For example, in Japan putting your index fingers on either side of your head like horns on a bull indicates that your partner or spouse will be angry. The same gesture in Sri Lanka means a person is crazy (see my friend, Chandima, below). These variations can be fundamental; for example, in English-speaking countries, nodding up and down indicates “yes”, while moving your head from left to right means “no”. In the Czech Republic or Bulgaria, the opposite is true.

But cultural differences should not stop you from using your body to communicate. If you are using a gesture that has a different meaning in the local culture, chances are you will find out quickly as eyebrows raise or people begin to giggle. Your attempts to communicate will not soon be forgotten! Gestures are important because they not only convey meaning but make information more memorable. They add “flavor” to your attempts to communicate.

(If you are really fool for languages, check out my language learning website, http://en.sulantra.com/, with courses from and to EnglishSpanishChineseJapaneseTurkishBulgarianThaiGerman , Korean and Italian!)


18. A Family Affair

I worked at Immigrant Services Society (see blog entry 17) for two years and learned as much from my students as I hoped they learned from me. Once we settled into a routine and the women in my classes got used to working with a “foreign” man, things went smoothly and the number of students increased as participants brought friends and family members to join our sessions.

Sometimes a woman would come to me and ask for assistance with a personal challenge or goal, including headaches with immigration documents or employment forms. These could be daunting, although I never really appreciated the hurdles they faced until I moved to Japan and was required to wade through similar documents in Japanese.

One day two women came to me with a special dream: they wanted to get driver licenses. We began to study training manuals and take mock tests. They were getting behind-the-steering-wheel experience from family members. The written exam was my domain.

The big day came, the women took their driving tests, and both passed! They announced their achievement in class and we had a party to celebrate. All of the women were thrilled by what their classmates had achieved. What had seemed impossible was now within the grasp of anyone in the group. The atmosphere was electric!

The next week I arrived at ISS to find only a single student, Achirkaur, the oldest woman in the group. Something had gone horribly wrong.

Through broken language and gestures, I began to understand that, upon hearing that two of our members had gotten driver licenses, the men pulled their wives/daughters/sisters from the class. My lessons were perceived as too radical.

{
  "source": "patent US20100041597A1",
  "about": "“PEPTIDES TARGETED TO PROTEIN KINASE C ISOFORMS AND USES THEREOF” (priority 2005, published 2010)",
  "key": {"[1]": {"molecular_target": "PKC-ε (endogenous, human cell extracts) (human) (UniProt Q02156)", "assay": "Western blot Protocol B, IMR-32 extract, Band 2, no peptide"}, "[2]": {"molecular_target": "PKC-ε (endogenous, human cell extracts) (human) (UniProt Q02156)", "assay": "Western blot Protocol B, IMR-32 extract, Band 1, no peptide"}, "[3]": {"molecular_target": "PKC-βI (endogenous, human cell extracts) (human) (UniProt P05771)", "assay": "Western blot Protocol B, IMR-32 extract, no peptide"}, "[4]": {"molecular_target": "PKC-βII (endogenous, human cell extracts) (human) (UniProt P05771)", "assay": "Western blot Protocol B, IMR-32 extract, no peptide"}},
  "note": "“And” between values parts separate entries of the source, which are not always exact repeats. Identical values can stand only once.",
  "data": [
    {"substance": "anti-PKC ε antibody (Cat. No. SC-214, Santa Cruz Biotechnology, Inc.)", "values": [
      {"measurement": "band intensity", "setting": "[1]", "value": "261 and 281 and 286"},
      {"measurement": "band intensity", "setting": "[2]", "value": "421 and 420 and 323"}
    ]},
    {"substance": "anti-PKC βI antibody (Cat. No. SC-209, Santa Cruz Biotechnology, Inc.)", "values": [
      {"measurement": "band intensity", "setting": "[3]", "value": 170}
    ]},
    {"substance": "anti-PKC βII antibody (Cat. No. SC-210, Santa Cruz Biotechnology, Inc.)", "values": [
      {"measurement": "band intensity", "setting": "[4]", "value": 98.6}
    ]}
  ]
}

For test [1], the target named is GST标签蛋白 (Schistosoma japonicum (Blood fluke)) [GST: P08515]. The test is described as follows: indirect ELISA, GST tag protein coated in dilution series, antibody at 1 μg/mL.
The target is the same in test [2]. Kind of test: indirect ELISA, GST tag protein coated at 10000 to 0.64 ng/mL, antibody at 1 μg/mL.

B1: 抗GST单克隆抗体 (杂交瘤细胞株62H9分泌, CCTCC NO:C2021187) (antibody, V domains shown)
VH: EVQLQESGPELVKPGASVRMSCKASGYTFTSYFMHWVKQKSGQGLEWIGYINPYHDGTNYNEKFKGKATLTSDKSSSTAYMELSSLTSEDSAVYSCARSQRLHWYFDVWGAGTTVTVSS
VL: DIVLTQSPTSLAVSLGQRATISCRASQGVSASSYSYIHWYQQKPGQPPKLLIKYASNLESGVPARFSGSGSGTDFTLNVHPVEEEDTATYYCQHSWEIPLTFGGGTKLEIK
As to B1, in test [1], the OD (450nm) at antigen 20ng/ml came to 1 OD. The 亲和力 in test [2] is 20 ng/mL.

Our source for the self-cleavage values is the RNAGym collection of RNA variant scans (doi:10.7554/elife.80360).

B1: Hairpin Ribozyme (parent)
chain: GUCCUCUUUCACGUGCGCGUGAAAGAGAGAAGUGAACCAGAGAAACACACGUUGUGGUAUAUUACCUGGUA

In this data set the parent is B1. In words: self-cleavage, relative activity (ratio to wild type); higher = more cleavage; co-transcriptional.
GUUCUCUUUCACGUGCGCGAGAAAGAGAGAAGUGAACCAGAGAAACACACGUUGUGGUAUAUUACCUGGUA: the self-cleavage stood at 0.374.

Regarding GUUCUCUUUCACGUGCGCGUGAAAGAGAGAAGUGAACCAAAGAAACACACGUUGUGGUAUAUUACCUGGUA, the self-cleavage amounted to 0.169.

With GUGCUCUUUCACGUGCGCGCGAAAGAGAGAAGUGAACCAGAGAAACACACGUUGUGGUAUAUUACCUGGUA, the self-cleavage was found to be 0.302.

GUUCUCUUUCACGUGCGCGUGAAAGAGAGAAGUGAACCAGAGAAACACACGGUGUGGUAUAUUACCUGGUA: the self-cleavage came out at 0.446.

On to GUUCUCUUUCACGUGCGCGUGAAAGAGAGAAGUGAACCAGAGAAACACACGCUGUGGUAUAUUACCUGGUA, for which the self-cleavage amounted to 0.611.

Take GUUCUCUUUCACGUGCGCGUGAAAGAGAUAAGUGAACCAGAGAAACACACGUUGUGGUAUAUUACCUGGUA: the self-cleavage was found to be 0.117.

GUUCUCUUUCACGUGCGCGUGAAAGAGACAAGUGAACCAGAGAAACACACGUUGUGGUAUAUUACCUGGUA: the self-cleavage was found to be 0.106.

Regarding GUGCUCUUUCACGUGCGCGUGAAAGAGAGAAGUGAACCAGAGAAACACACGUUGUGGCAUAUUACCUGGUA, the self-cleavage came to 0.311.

Wary of my comprehension of Achirkaur’s explanation, I called in a translator. After some serious discussion, we decided that the only way I could get my students back was to go to the Sikh temple on Saturday and plead directly with male members of each family. I was nervous but Achirkaur said she would go with me. End of discussion.

When Saturday rolled around, I got up early and put on my best suit. I wasn’t sure what to expect but at least I looked presentable. I drove to Achirkaur’s house to find her waiting on the sidewalk dressed in traditional garb and a big smile. At least someone was confident.

We arrived at the Sikh templea tall gangly Caucasian man and a small, ancient Indian woman – then sat at the back until the service was over. As people were leaving, Achirkaur waved to specific men asking them to stay behind. They did not look happy but all agreed. (Besides, there were just two of us and about fifteen of them!)

Some of the men began making angry comments almost immediately in a mixture of Punjabi and English. It seems their women were changing too rapidly with expectations that could only lead to trouble (think driver’s license). The mood was aggressive and I wondered if I had done the right thing by coming.

Then something amazing happened. Achirkaur stood up and told the men to sit down – and they did! She began to wave her finger at the men and several looked at the floor. To this day, I am not sure what she said but I know they listened. She was obviously defending our classes (I kept hearing my name pop out of the stream of Punjabi) and demanding the women be allowed to return. It suddenly dawned on me that I was with the strongest ally possible in this community: an old person who was respected and who respected me. I wanted to give her a hug but, of course, didn’t dare!